Prop. 3. God does not by any Law oblige us to punishment, as the personal committers of such sins, which any progenitors of ours did commit, and not we, and, therefore, we are not guilty of punishment on that account. He never made such a covenant with Adam, or any sense, as some imagine, wherein he declared that he will judge the posterity guilty of the parents’ sin further than their true desert or interest in it, merely because God will so judge, or because he will impute of one to another, without his desert, that were to make him the causer of such men’s sins, or rather to mistake, and call that their sin which, indeed, is not so.
Prop. 4. It seems to me that in the same kind as we are guilty of Adam’s actual sin, we are also guilty of the sins of our nearest parents, allowing for some accidental differences, and also our guilt having a remedy at hand, which his had not that he knew of, we being under a pardoning covenant. Because this proposition is not agreeable to the common opinion, I shall speak to the proof of it, and of some that are near to it, anon towards the end.
Prop. 5. If it should prove true, which some of the Reformed divines maintain, that original sin does consist only in the real qualitative corruption of our nature, and not directly in any imputation of Adam’s actual sin to us, and that there is no such direct imputation of his sin to us, but that it is only the cause of our proper Original sin, and not our sin formally, then it must needs follow that the like must be said for the negative, of the sins of our immediate parents, for they can be no more our sins than Adam’s was. If this opinion, therefore, stand good, then our controversy is at an end, and we are not guilty of Adam’s sin, or of our next parents, nor of death for them. I will not presume to make myself judge between the learned divines that disagree upon this point, Cameron and his followers go this way, against the imputation of Adam’s sin to us, of which we see the sum of their arguments in Jos. Placæus his Disput. De statu hominus lapsi ante Gratiam in lib 1. Thesium Salmureins. pag. 206, 207. And Chamier is not only of the same mind, but confutes the contrary among the Popish errors, as you may see in his Tom. 3. lib. 1. cap. 7. against Pighius sect. 20, 21. but specially through chap. 8, contra Salmeronem. So also Peter Martyr, on Rom. 5. But yet so far greater number of our writers go the other way, as so do the Paptists too. Richard Baxter, Two Disputations of Original Sin (London: Printed for Robert Gibbs, at the Golden-Bull in Chancery-lane, 1675), 144-149. [Some reformatting; some spelling and sentence structure modernized; italics original; square brackets original; and, underlining mine.]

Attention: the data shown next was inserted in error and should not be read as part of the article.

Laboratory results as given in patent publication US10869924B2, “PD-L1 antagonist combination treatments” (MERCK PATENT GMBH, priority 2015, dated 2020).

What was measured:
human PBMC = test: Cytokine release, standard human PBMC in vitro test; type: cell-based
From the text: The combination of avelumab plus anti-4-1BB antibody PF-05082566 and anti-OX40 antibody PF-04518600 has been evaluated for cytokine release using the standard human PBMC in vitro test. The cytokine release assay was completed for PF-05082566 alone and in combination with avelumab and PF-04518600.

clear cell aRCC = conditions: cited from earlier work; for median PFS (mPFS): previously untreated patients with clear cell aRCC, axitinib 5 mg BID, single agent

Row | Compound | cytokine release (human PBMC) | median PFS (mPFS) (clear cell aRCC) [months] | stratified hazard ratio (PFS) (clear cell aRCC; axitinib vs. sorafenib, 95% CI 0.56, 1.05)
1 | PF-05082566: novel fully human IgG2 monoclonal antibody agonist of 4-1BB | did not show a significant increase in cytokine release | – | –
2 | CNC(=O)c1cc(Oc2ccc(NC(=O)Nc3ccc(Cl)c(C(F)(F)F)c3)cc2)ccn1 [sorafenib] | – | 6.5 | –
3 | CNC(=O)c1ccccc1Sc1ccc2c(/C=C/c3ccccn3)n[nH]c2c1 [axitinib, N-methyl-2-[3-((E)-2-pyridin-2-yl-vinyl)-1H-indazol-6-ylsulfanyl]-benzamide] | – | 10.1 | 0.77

2) I shall now proceed to prove so much of the affirmative, as I have owned more than is now held, viz., That there arises to children from the sins of their nearest parents, such an imperfect guilt, so-called, by analogy of attribution, as that God may in vindictive justice inflict on them for the same, the penalty (so-called by the same analogy) both of temporal death, and of eternal, at least as to the penalty of loss, supposing that it be no pardoned through Christ.
And this I prove by these following arguments.
Arg. 1. If we are guilty of Adam’s first sin, on that account, because we were seminally in him, and are propagated from him, then we are guilty of nearer parents’ sins on the same account. But the antecedent is true, go.1 so is the consequent.
Here I suppose it granted that Adam’s first sin is imputed to us, and we are guilty of it, for I now deal not with those divines that deny it, but with those that maintain it.